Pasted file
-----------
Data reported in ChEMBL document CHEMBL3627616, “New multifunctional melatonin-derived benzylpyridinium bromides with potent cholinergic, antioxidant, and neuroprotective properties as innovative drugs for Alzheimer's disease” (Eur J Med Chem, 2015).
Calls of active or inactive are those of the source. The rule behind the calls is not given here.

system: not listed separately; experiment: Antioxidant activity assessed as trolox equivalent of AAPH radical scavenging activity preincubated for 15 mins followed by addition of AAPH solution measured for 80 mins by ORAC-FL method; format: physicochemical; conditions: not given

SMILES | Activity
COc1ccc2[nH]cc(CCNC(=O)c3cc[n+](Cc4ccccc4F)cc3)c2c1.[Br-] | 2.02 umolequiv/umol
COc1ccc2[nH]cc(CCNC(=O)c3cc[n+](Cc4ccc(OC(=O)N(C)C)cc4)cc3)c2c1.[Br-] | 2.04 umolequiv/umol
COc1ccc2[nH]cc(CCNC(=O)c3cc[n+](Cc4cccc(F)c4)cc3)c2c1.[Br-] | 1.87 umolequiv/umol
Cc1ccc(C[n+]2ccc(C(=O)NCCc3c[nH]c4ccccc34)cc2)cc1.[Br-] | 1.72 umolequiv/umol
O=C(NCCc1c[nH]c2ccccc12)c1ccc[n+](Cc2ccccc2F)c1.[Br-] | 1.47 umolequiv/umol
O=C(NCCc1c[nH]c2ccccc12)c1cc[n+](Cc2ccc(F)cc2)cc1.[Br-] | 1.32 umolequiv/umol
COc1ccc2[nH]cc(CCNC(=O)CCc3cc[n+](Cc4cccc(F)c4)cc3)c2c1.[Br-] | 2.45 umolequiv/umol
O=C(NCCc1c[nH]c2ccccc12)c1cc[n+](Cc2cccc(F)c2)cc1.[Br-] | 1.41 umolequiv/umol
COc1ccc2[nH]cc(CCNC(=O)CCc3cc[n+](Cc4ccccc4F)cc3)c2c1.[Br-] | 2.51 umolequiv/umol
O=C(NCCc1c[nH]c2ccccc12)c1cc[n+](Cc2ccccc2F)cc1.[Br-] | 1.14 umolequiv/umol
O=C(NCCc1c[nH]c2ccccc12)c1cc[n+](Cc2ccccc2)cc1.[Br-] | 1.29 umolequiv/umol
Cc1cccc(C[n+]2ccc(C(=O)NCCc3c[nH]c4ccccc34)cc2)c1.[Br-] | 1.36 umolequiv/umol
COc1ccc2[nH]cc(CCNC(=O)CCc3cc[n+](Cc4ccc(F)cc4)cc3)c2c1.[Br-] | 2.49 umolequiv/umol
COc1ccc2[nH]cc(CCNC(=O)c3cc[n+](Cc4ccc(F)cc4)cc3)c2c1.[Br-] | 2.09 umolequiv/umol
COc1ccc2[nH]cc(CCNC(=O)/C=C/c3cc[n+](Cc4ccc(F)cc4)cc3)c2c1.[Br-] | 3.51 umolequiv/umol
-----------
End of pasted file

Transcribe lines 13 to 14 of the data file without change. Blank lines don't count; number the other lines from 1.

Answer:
COc1ccc2[nH]cc(CCNC(=O)CCc3cc[n+](Cc4ccccc4F)cc3)c2c1.[Br-] | 2.51 umolequiv/umol
O=C(NCCc1c[nH]c2ccccc12)c1cc[n+](Cc2ccccc2F)cc1.[Br-] | 1.14 umolequiv/umol